MIL-HDBK-1003/19

5.

DETAILED ENGINEERING

5.1

Applied design analysis.

5.1.1 Net load coefficient worksheet. A simple procedure for

estimating the net load coefficient is presented in this section. The

method was adapted from DOE/CS-0127/2 and DOE/CS-0127/3, DOE Passive Solar

Design Handbook, Volumes Two and Three; and although originally intended for

single-family detached residences and small office buildings, is readily

applicable to more complex structures.

The procedure consists of adding together several estimated

contributions to building heat loss as outlined on Worksheet 2. In order to

determine the heat loss contributions, a number of design parameters must be

specified. Start by recording the total external perimeter (Pt) from

Worksheet 1. Next, specify the area (Ag), and external perimeter (Pg)

of the ground floor alone followed by the horizontally projected roof area

(Ar) and the total south wall area (As) including windows and other

solar apertures.

Continuing to specify parameters for Worksheet 2, you will need the

ceiling height (h) and the non-south window fraction (NSF) which is defined

as the fraction of all external walls, except that facing south, that is

occupied by windows. The non-south window fraction will normally be between

0.05, for a situation with minimal window area, and 0.10 for a case with

ample window area. Next, enter the number of glazings in the non-south

windows (NGLn) and the infiltration rate in air changes per hour (ACH).

Finish this part of the worksheet by entering the air density ratio (ADR)

which is a function of elevation as illustrated in figure 24. Since many

Navy bases are located near sea level an ADR of unity is frequently

appropriate.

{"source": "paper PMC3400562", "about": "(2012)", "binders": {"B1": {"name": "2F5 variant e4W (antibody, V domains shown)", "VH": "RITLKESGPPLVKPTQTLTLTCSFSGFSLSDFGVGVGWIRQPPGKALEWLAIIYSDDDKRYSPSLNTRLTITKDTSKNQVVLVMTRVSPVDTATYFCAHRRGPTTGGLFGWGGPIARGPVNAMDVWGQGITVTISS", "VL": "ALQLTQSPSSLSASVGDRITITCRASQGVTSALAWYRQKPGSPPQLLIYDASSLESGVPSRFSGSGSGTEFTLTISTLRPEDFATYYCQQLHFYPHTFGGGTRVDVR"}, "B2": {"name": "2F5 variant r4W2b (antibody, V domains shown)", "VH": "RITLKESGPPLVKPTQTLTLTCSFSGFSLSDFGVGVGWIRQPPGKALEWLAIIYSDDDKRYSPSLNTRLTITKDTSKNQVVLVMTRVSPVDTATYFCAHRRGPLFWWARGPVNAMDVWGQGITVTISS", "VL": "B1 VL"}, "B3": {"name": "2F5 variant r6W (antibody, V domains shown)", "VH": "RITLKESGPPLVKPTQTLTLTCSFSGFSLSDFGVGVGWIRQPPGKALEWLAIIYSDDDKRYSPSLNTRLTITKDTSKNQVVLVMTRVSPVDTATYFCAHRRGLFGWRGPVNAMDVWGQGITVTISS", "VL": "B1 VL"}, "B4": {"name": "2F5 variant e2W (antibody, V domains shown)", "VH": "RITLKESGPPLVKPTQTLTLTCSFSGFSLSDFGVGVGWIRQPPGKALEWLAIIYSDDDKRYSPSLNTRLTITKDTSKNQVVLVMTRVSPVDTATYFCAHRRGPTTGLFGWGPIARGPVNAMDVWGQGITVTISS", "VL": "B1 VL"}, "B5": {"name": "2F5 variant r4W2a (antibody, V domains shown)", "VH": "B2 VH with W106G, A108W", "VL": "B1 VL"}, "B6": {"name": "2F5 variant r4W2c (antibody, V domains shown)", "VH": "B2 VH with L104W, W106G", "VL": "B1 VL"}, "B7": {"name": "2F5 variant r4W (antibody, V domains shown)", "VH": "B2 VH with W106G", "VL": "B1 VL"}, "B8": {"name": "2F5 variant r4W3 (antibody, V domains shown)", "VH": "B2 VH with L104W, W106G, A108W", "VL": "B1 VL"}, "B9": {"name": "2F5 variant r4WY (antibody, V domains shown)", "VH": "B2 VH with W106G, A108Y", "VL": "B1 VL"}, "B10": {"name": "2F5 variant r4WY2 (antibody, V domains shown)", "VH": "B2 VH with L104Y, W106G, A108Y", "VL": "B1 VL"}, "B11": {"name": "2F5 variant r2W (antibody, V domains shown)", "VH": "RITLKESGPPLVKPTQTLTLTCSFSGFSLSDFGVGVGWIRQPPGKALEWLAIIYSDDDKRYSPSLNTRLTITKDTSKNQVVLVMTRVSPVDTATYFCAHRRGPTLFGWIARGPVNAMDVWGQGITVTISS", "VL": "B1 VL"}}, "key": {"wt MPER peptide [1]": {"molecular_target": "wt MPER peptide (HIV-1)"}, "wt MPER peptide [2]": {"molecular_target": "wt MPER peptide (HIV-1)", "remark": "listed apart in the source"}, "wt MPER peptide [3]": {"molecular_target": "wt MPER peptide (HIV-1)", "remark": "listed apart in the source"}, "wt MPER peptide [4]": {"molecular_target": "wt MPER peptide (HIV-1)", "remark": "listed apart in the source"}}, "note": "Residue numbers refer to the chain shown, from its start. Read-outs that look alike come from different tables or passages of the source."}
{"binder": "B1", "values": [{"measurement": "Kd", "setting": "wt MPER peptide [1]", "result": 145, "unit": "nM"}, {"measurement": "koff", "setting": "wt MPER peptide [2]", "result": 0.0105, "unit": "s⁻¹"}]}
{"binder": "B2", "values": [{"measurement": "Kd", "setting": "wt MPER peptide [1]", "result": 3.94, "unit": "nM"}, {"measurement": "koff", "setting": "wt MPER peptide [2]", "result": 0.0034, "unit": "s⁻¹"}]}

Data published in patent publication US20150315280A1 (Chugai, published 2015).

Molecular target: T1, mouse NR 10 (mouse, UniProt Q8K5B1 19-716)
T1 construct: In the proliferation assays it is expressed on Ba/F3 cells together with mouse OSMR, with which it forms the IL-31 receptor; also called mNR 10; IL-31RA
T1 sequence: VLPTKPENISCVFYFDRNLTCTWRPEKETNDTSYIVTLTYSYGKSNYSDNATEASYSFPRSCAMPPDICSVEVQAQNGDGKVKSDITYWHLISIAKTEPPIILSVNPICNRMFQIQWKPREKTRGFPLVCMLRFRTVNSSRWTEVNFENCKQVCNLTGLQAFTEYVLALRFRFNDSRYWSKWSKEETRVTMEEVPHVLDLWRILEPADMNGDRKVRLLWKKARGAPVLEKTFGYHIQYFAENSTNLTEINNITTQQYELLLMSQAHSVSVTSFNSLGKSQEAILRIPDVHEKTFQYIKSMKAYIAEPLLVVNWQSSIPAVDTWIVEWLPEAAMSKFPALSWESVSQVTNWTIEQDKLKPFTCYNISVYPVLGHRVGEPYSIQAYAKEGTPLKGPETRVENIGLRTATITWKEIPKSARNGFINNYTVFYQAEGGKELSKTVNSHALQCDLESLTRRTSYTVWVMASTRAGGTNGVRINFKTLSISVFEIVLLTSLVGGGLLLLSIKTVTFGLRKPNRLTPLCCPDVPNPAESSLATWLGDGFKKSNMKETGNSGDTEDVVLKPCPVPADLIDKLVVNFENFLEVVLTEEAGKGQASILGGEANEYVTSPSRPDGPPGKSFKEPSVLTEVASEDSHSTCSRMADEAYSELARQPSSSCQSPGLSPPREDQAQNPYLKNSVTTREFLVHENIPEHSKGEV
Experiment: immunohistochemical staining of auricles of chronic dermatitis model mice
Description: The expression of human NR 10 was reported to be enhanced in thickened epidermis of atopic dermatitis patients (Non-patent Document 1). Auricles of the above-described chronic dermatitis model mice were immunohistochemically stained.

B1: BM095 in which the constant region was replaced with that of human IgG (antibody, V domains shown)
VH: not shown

In the next part of Worksheet 2, two parameters, the non-south window

area (An) and the wall area (Aw) must be calculated using previously

recorded quantities. The wall area is defined as the total area of all

external walls excluding windows and solar apertures.

The various contributions to building heat loss are calculated and

summed in the final part of the worksheet. The necessary equations are

given and all parameters called for are available from the first two parts

of Worksheet 2 or from Worksheet 1. A list of R-values of building

materials from NCEL CR 82.002 is presented in table III and R-values for

air films and air spaces, also from NCEL CR 82.002 are given in table IV.

The original source of the data is the ASHRAE Fundamentals Handbook. The

information in tables III and IV is useful for calculating the total

R-value of layered elements in the building shell; simply add together the

R-values of each layer, air gap and air film to get the total R-value.

Calculate RROOF of a vaulted ceiling with no attic by determining the

total R-value of the roof and scaling that value to the horizontally

projected area as follows:

RROOF = Rtot [multiplied by] (Aa/Ar)

,

(Equation 5.1)

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